Charity invests £1.6million in a new retreat venue at Sharpham
The Sharpham Trust is investing £1.6 million to convert a stable yard behind Sharpham House to a new centre for mindfulness courses and retreats.
The charity, which works to connect people to nature and themselves, has begun the creation of The Coach House - which will feature a new meditation space and 18 en-suite rooms.
The current, disused stableyard is a Grade II-listed building, dating back to 1760 when Sharpham House was built for the naval sea captain Philemon Pownoll.
Now work has begun to develop the single-storey quadrangle directly behind Sharpham House into a new retreat centre where participants can stay, amid historic grounds thought to have been landscaped by Capability Brown.
The Trust runs an annual programme of courses and retreats featuring mindfulness meditation and nature connection on the wider Sharpham Estate and on the adjacent River Dart.
“Prior to the pandemic we were finding that our programme was fully booked with long waiting lists,” said Trust Director Julian Carnell.
“As a charity we want to help as many people as possible and so creating more accommodation became a priority. The stable yard had become rundown and so there was a fantastic opportunity to give the building a new lease of life and restore it as part of the Sharpham Estate’s important heritage,” he said.
Retreats in The Coach House
The Coach House will join the Trust’s other retreat venues Sharpham House, The Barn Retreat and Woodland Campsite and it will offer a weekly programme for those in need of developing and deepening their mindfulness practice, compassion and their connection to nature.
Participants staying there will be able to spend a week living in community surrounded by the amazing natural environment of the Sharpham Estate.
They will spend time volunteering in the 18th century Walled Garden – helping to grow food for the retreats at Sharpham – and conserving the heritage and wildlife of the wider estate.
Helping 1,000 more people a year
Chairman of Sharpham’s Trustees Daniel Stokes said: “Our mission is to connect people to nature and foster mindfulness and wellbeing. There is now a plethora of research showing the physical and mental health benefits of spending time in nature.
“This project will enable us to help another 1,000 people a year, giving them a chance to spend time slowing down and reflecting in a beautiful natural setting,” he said.
Using local construction companies
The Trust is using South Devon firm Carpenter Oak to build the frame for an eye-catching glass structure linked to The Coach House which will be the new centre’s meditation and dining space.
Classic Builders, a local South West-based construction company, has been awarded the contract to convert the Coach House and hopes to complete the works by January 2022.
“We are delighted to be working with The Sharpham Trust on this significant local project. The Coach House is an important listed building, not only in a sensitive location but also next to Sharpham House. We’re looking forward to drawing on our years of experience delivering comparable works in similar settings to make this project a success,” said Adam Brimacombe, Director at Classic Builders.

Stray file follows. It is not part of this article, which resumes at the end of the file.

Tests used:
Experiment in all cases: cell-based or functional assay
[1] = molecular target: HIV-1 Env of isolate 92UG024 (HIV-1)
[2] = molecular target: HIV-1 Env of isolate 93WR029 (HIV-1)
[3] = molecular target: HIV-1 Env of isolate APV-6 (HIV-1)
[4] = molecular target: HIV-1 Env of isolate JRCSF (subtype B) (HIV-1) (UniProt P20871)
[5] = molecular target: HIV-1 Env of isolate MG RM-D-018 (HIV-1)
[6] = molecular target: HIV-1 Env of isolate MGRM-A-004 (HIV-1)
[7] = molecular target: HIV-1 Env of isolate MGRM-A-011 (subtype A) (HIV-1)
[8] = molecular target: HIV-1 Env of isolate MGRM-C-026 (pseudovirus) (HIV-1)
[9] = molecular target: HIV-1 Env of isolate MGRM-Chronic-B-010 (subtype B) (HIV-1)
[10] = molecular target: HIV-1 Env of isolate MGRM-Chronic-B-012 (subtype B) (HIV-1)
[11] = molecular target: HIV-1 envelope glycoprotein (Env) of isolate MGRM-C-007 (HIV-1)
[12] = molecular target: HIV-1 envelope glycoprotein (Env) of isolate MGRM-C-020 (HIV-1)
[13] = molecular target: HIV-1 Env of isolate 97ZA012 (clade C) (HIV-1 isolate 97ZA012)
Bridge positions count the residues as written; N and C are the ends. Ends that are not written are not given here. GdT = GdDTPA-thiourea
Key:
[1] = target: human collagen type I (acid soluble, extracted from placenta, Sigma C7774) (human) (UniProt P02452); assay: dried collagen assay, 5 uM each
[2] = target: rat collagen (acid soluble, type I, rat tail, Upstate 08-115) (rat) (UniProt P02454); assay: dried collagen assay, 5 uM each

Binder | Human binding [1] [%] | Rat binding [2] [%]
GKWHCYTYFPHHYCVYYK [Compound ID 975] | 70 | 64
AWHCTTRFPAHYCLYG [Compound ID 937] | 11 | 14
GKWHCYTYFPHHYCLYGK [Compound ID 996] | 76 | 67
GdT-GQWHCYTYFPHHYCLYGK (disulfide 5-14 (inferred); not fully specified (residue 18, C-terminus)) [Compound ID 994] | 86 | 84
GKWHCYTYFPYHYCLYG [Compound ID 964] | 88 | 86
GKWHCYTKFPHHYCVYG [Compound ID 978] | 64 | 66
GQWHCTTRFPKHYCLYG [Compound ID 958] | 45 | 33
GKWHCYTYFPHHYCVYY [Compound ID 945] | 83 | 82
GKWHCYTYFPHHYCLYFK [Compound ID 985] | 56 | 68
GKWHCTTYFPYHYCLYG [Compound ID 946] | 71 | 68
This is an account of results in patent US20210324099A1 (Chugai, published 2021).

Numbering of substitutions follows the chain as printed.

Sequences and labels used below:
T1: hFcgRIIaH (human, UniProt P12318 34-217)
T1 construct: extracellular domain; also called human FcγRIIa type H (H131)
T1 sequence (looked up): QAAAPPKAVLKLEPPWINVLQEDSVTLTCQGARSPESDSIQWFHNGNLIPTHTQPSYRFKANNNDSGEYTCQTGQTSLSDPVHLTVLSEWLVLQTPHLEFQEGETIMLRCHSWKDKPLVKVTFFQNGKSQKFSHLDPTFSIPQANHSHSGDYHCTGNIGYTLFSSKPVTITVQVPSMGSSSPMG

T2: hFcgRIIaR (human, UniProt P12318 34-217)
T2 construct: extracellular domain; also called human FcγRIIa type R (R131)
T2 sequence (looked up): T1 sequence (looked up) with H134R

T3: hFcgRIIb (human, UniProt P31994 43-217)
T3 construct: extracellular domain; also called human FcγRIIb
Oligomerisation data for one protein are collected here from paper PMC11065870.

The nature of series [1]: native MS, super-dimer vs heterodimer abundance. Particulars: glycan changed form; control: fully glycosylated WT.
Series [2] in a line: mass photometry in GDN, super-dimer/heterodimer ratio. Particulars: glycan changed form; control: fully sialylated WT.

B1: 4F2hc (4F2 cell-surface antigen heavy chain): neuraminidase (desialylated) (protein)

The Trust has been busy over the last ten years developing its charitable programmes and refurbishing the heritage of its listed landscape and properties. Every year, some 2,000 people attend retreats, courses and events on the Sharpham Estate.
Our fish fingers are made using line caught pollack from Devon and are battered in panko breadcrumbs, dill and spices. Our katsu fillets are inspired by Aarik’s (owner and chef) time working in South-East Asia and are made with plaice landed in Brixham.
The takeaway is available every day from noon Tuesday to Saturday. We are located on Ticklemore Street in Totnes.
It had been a day of dappled light and dragonflies. A day of strolling beside sun drenched vineyards, lazy meandering rivers and fragrant herb gardens alive with butterflies. As Hubbie and I sipped chilled glasses of sparkling wine and tucked into tranches of local cheese, we could be forgiven for thinking we were in the south of France, rather than southern England. We’d been exploring Devon, a county famous for it’s mysterious moors, sandy beaches, and national parks, yet it was a medieval market town that had our full attention today. It turns out there are plenty of fun things to do in Totnes, without a moor, beach or park in sight!
Totnes has a colourful and legendary history, packed full of mythical kings, lords and rebels, and merchants and soldiers. Today it’s known more for its cultural scene, independent local shops and a rather unique cosmopolitan countryside vibe. The town sits on the picturesque River Dart, the sort of tranquil pastoral scene where you’d expect to encounter characters from Wind in the Willows. There are lots of things to do in Totnes, from castles and museums to steam trains and boat trips, but we had our eye on something a little different.
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Saxon in origin, Totnes has been known for both craft and industry, and was once an important and prosperous centre for trade. Although it is still a thriving market town, the Totnes of today is more popular with the artistic community and attracts visitors from near and far to enjoy the buzzing cultural scene and picturesque countryside. The focal point is Totnes castle, commanding a dominant position overlooking the town, and the intriguing range of independent shops, cafes and galleries are all within easy walking distance. There is also plenty to do in the surrounding area, so we spent a fun filled day checking out the best things to do in and around Totnes. Read more about Conversant Traveller
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